The case against a Victorian motorcyclist fined for having cameras attached to his helmet has been thrown out by a County Court judge on appeal.
Maurice Blackburn Lawyers acted on behalf of Max Lichtenbaum, who was fined $289 and lost three demerit points after being pulled over by police in Frankston in March 2014 for wearing a helmet with cameras affixed.
Mr Lichtenbaum was found guilty in the Frankston Magistrates Court last year of not wearing an approved motorcycle helmet.
The firm appealed the magistrate’s decision, arguing successfully that the Australian Standard governing motorcycle helmets was not made freely accessible to the public by VicRoads, therefore, riders could not be found guilty of breaching a standard that was not publically available.
In handing down his decision in the County Court today, Judge John Jordan said: “I am not satisfied with the magistrate’s order and dismiss the charge”.
Maurice Blackburn also argued during the appeal hearing that motorcycle helmets in Victoria needed to meet the relevant standard at the date of manufacture and supply. It was submitted that this meant helmets could not be considered non-compliant at a later date, such as if a camera was attached.
But because the first argument was accepted by Judge Jordan, he did not need to rule on the latter argument.
Maurice Blackburn principal Malcolm Cumming said the firm would continue lobbying for legislative change in relation to this aspect of the case.
“We need to get clarity and confirmation for motorcycle riders in Victoria that approval of the relevant standard applies at the date of manufacture and supply, and not beyond,” Mr Cumming said. “That will bring Victoria in line with the explicit position in Queensland, South Australia and, as of December last year, the ACT.”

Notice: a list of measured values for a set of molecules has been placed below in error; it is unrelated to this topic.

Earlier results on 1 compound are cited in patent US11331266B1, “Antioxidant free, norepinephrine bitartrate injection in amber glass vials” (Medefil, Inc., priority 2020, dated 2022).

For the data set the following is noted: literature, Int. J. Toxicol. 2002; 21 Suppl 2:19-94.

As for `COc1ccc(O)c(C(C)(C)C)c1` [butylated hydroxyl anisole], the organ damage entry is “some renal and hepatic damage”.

He described the today’s appeal result as “a long time coming”.
“Since the matter was first brought to us by the Victorian Motorcycle Council, and preceded through various incarnations at the Frankston Magistrates Court where there was ultimately an unsuccessful outcome, then to appeal that outcome in the County Court and get a favourable result today, is fantastic and we’re all very pleased.”
Mr Lichtenbaum described the case as “very stressful,” but added: “I’m pleased that after two years it’s now over. I’m very safety conscious and put these cameras on my helmet at the time mainly for safety reasons. I feel safer knowing that if I have an accident I’ve got proof of what happened.”
Peter Baulch, from the Victorian Motorcycle Council, said the appeal was “a win for common sense”.
“This puts pressure now on VicRoads and regulatory authorities to recognise what they call at the national level as regulatory harmonisation. We poor motorcyclists simply call it uniform road rules right around Australia and that’s what’s needed,” he said. “We have the same problem with lane filtering, where it’s legal in some states and not others, and states are starting to recognise the importance of having uniformity, but Victoria has just been a bit slow in toeing the line.”